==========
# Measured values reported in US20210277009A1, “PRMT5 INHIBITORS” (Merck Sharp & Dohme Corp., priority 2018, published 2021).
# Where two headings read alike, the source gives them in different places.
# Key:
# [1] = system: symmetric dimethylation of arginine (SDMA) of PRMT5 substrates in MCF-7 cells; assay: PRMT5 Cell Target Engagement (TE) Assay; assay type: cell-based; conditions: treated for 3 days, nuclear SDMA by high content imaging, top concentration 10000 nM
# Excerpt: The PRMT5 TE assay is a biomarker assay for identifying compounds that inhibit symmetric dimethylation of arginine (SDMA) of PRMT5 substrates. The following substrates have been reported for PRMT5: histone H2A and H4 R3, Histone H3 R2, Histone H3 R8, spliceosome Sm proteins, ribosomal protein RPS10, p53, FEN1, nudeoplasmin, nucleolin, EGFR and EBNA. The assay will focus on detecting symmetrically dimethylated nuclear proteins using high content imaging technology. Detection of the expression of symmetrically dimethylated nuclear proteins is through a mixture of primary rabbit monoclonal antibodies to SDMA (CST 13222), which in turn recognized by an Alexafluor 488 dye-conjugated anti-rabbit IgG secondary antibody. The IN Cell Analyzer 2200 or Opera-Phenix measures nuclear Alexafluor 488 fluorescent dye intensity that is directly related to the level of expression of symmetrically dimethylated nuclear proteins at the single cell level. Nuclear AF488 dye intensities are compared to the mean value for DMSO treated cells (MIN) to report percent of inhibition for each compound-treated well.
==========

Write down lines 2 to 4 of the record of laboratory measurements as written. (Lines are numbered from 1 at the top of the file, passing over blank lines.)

# Where two headings read alike, the source gives them in different places.
# Key:
# [1] = system: symmetric dimethylation of arginine (SDMA) of PRMT5 substrates in MCF-7 cells; assay: PRMT5 Cell Target Engagement (TE) Assay; assay type: cell-based; conditions: treated for 3 days, nuclear SDMA by high content imaging, top concentration 10000 nM